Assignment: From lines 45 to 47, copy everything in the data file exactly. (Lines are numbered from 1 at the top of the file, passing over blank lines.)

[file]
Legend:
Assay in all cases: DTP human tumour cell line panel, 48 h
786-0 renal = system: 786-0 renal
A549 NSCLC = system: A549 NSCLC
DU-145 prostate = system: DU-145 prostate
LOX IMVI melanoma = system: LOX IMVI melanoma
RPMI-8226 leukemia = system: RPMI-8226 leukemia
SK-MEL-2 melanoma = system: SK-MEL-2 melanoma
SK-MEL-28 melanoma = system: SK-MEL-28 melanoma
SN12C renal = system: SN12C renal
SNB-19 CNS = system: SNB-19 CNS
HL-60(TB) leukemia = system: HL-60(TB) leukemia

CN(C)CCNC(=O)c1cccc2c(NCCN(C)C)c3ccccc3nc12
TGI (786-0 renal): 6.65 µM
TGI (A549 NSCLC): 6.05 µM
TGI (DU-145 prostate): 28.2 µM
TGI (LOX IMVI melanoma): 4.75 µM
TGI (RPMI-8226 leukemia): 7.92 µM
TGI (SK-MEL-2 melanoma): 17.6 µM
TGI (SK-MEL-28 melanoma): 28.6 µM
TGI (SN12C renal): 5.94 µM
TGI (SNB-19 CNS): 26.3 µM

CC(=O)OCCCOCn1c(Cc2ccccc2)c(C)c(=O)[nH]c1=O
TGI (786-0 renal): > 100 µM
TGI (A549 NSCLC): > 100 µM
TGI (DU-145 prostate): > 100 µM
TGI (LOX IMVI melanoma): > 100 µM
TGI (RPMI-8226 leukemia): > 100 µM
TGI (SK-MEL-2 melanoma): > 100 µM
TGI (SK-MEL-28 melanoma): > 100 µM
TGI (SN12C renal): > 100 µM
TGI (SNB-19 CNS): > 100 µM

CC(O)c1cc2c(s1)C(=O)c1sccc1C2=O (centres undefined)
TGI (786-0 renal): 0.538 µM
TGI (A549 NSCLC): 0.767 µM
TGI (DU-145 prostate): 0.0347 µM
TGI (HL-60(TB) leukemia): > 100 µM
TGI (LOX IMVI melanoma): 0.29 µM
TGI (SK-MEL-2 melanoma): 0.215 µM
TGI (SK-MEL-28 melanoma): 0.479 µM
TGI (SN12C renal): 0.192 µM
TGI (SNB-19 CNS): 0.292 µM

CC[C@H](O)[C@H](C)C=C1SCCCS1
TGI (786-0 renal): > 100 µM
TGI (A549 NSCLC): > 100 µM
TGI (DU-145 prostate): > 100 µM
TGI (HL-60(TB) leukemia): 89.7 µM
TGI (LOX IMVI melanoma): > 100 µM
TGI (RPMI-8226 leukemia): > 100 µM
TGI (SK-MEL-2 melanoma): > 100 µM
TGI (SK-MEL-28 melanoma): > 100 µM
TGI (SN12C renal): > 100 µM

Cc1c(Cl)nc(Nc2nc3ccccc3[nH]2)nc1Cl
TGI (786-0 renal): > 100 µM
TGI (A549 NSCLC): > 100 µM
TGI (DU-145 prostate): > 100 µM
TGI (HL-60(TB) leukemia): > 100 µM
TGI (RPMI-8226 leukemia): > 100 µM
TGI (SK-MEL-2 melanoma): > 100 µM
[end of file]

TGI (A549 NSCLC): > 100 µM
TGI (DU-145 prostate): > 100 µM
TGI (HL-60(TB) leukemia): 89.7 µM